Thursday, Thanksgiving Day, 25 November 1965
The day is just about to end and the night will soon begin. And I'm sure glad. This has been a long, hard day for me. My jaw kept bothering me from time to time, but now it seems to be better. Also the power was cut off about 7 a.m. this morning and that just complicates things, because you then feel hot and sweaty.
This morning I fully planned to stay in bed all day, but when they cut off the power I changed my mind and got up. While I was dressing, the desk clerk came up with a bottle of aspirin as someone told him that I was real sick. I thanked him and said that his offer was appreciated but I had my own.
Went to the office about 8:30 a.m. and stayed there until 11 a.m. when too many people found out that I was at work. Too many phone calls and too many visits from people who really thought I was "at work" finally drove me away and back to the hotel.
Took a sleeping pill and went right off to sleep at noon and stayed that way until [Lieutenant Colonel] Adamo came by to see how I was doing and woke me up. Then the afternoon desk clerk came up about three when I was again asleep to see if I wanted any ice water. And finally the evening desk clerk came up about six with a bowl of soup from the corner restaurant. While I accepted it, I'm not going to eat it. Don't need amoebic dysentery in addition to what I have already! I'll drink another can of juice in a few minutes.
Still a little groggy from that pill. Feel like I am in kind of a dream world and I am floating around, just kind of floating along except when a pain runs through the jaw and pulls me back into focus.
Sat out on my little balcony front porch for about a half-hour and watched the people go by. Wasn't fun particularly, but it was something to do. Directly across the street from my room there is a rather nice 5-story apartment house with 8 apartments, 2 to each floor. The top floor apartment directly across from me is occupied by what appears to be a French family---maybe they are Americans working for the big construction firms over here. At any rate, they are Caucasians. Well, the way the French built apartment houses here, they all have a balcony porch and wide doors leading to the living room. The family across the street interests me because I am reminded of my own family through them. There is a little girl with red, long hair about [my eleven-year old daughter's] age and size and a little boy about 3 or 4. I don't know if he is [my son's] size as his size is now hard to recall. The little girl and I are "waving friends". Every morning I go out on my porch to drink a can of fruit juice before going to work and the little girl and her mother take their breakfast on the porch. The little girl and I say good morning by giving a wave. She seems to be a pleasant little girl. I have never seen their daddy, so he probably is still sleeping in in the mornings or works out of town.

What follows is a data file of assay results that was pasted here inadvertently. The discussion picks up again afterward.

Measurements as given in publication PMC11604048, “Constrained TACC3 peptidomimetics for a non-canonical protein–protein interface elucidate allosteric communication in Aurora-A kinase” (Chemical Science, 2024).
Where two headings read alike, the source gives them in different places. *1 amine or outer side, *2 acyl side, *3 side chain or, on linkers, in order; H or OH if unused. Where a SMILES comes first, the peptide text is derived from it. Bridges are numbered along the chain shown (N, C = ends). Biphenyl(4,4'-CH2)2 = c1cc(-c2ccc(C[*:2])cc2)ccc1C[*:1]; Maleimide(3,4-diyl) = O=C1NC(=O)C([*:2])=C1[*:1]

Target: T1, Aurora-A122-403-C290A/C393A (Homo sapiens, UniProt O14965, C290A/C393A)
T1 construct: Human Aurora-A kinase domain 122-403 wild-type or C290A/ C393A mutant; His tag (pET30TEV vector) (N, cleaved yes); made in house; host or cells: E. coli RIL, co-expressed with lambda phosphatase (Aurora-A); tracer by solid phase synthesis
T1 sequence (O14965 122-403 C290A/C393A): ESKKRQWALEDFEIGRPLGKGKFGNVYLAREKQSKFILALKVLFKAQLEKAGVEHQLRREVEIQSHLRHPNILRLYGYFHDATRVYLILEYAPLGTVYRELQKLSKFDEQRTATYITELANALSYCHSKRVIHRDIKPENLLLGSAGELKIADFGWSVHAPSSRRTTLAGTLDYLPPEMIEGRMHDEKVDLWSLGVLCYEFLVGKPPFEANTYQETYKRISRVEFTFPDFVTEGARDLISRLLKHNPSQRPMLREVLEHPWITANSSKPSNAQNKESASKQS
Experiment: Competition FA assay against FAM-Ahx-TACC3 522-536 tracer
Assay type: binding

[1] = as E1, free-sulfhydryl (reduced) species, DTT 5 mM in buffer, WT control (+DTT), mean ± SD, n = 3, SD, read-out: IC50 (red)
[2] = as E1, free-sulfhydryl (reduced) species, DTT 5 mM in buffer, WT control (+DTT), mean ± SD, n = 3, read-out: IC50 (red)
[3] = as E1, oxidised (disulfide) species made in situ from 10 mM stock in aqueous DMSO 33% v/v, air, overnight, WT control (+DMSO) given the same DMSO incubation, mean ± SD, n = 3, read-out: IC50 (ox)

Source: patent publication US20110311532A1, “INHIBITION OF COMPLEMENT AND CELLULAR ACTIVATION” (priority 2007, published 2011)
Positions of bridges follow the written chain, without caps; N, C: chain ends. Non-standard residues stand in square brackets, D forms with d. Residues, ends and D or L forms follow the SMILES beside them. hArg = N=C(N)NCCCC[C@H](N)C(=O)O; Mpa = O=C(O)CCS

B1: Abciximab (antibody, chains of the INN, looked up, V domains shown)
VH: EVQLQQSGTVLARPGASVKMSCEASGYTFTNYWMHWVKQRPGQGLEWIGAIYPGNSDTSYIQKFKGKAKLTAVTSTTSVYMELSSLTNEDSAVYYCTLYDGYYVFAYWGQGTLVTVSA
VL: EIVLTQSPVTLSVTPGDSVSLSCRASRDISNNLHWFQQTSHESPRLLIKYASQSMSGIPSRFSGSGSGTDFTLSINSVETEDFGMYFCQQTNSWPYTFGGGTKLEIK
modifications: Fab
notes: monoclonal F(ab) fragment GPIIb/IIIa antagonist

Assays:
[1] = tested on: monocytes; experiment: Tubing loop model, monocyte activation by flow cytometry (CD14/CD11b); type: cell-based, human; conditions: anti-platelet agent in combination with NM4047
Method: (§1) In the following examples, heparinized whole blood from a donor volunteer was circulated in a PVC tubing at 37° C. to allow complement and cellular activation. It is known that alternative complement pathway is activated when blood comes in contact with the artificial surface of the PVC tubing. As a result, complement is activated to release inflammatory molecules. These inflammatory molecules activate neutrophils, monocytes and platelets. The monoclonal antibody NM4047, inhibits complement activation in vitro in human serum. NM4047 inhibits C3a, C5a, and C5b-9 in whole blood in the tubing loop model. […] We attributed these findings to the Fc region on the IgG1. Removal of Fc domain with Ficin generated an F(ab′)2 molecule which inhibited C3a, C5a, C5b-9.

The night has now fallen and pretty soon I will be able to look up from this writing pad and see the artillery flashes between here and Bien Hoa. Last night they apparently had a pretty good firefight up there as they fired for 3 or 4 hours, it seemed. Then this morning the B-52 bombers woke me up when they dropped their loads just north of Bien Hoa Air Base.
Before my jaw swelled up, I had been working on a significant project from General Crowley, one which had come from the Secretary of Defense. Had about 4 days with not much rest but we got the job done to all's satisfaction. [The "significant project" was a MACV recommendation to Defense Secretary Robert S. McNamara that a commercial shipping company, Alaska Barge and Transport Company (AB&T), be placed under government contract to provide intra-coastal shipping in South Vietnam. The company had experience in supplying material for U.S. Air Force Distant Early Warning (DEW) line sites, and claimed it was capable of moving cargo in South Vietnam within sixty days of the contract date. Clark prepared a cost analysis study that indicated that unit cost using this service would be less than fifty percent of that applied to equivalent Military Sea Transport Service LST operations.]
We are supposed to soon get a very distinguished person over here to visit [Secretary of Defense Robert S. McNamara]. This morning while I was at the office was badgered about preparing a briefing for him, but I just flat told people that I'm not able to brief anyone till the swelling goes down. Finally, they all agreed that someone else could get up on the platform for a while. Some people allow as how I made a mistake in turning this opportunity down. But after six months of it, you get tired of being an opportunist. I'd rather be just a plain old plodding staff officer if people would leave me alone. Once you demonstrate a competence at briefing and fielding answers to hard questions, you suddenly find yourself briefing every Tom, Dick, and Harry---whether he's important or not. And as a consequence, you waste a lot of time.